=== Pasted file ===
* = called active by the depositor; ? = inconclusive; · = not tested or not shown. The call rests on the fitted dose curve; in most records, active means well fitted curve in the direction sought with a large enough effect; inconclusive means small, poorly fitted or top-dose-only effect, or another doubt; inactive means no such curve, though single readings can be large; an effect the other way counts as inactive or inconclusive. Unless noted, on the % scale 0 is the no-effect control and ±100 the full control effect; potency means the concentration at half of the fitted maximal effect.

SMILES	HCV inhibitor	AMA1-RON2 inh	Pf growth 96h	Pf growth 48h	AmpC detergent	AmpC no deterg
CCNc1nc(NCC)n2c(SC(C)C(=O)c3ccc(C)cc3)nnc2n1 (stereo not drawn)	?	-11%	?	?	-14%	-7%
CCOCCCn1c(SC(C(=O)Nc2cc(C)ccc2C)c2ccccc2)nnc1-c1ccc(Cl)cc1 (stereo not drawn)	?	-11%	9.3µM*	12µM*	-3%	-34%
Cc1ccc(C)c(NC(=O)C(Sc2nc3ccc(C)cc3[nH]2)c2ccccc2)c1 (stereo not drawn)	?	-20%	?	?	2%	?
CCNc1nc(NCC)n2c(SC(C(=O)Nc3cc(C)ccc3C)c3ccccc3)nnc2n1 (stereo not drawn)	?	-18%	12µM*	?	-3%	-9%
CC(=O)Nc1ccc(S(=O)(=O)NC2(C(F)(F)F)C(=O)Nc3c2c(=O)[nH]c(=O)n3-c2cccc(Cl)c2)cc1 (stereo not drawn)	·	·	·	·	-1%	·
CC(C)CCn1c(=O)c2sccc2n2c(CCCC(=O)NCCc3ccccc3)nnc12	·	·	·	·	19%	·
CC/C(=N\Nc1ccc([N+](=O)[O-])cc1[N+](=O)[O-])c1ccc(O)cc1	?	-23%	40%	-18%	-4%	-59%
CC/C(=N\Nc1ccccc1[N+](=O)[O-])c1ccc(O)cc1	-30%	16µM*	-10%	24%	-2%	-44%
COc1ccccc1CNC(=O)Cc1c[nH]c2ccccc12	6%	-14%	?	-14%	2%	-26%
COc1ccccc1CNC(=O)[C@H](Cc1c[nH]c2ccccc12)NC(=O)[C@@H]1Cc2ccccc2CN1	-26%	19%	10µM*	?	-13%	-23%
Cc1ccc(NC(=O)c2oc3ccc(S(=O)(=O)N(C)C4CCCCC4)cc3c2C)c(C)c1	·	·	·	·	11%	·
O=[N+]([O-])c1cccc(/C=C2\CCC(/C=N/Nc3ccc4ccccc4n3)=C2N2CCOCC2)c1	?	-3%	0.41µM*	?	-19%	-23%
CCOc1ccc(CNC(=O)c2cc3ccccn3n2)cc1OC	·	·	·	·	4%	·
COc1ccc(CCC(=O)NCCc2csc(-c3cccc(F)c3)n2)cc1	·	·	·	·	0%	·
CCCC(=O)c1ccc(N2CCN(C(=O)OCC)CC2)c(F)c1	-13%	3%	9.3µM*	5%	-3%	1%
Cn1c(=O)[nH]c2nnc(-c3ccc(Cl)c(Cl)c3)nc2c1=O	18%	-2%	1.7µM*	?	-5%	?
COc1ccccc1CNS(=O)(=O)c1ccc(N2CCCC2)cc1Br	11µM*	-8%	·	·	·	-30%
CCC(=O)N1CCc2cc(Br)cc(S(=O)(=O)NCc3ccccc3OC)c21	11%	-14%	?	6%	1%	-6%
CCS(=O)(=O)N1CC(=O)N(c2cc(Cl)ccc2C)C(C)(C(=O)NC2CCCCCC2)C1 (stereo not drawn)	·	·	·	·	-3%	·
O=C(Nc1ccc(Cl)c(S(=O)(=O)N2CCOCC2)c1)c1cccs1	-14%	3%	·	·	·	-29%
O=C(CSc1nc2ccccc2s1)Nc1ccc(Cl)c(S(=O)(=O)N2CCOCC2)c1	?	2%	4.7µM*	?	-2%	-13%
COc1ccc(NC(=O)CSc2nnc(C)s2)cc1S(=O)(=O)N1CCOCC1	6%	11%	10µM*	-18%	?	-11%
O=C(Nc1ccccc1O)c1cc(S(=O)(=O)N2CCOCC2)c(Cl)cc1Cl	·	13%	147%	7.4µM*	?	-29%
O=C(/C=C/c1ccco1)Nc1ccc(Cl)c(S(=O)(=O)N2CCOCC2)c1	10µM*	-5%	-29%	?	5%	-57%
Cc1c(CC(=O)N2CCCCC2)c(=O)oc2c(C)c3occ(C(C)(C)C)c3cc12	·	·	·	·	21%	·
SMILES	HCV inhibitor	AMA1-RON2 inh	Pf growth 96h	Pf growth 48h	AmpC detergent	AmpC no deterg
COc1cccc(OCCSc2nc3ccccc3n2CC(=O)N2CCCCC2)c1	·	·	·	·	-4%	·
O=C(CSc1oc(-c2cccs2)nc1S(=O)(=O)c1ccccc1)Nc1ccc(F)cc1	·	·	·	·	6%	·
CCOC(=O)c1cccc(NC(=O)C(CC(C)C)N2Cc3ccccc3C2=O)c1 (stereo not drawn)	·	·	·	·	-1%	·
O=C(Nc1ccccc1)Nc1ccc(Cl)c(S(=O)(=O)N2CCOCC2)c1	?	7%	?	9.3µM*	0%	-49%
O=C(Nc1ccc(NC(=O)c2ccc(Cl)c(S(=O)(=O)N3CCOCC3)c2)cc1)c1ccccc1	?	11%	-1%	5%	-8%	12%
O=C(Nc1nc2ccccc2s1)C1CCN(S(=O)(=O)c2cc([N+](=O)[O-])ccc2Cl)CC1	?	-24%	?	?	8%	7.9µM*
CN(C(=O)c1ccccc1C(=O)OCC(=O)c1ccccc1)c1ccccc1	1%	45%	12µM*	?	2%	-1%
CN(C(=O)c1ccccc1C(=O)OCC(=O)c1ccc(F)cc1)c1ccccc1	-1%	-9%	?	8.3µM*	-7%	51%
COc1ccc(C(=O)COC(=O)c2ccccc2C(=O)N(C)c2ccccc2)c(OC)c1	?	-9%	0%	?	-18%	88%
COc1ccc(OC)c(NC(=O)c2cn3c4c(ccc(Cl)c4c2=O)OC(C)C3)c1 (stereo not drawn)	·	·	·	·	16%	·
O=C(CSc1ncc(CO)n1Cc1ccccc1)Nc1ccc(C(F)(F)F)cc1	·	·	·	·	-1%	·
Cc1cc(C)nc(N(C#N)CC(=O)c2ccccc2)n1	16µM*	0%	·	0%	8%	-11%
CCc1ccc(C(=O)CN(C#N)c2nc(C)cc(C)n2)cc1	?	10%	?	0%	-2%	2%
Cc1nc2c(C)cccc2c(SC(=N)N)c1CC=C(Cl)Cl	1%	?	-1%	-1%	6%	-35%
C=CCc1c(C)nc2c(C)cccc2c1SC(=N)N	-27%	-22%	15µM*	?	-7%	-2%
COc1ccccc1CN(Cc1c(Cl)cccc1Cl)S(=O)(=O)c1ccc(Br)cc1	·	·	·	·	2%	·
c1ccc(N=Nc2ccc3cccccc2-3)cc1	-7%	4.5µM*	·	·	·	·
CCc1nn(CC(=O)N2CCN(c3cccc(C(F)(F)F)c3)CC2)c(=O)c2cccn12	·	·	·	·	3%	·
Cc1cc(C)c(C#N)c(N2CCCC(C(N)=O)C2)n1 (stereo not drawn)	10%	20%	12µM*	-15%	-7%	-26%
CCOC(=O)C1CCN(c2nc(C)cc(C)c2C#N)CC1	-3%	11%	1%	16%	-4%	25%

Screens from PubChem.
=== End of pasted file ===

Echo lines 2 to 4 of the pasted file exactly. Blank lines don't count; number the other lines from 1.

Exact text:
SMILES	HCV inhibitor	AMA1-RON2 inh	Pf growth 96h	Pf growth 48h	AmpC detergent	AmpC no deterg
CCNc1nc(NCC)n2c(SC(C)C(=O)c3ccc(C)cc3)nnc2n1 (stereo not drawn)	?	-11%	?	?	-14%	-7%
CCOCCCn1c(SC(C(=O)Nc2cc(C)ccc2C)c2ccccc2)nnc1-c1ccc(Cl)cc1 (stereo not drawn)	?	-11%	9.3µM*	12µM*	-3%	-34%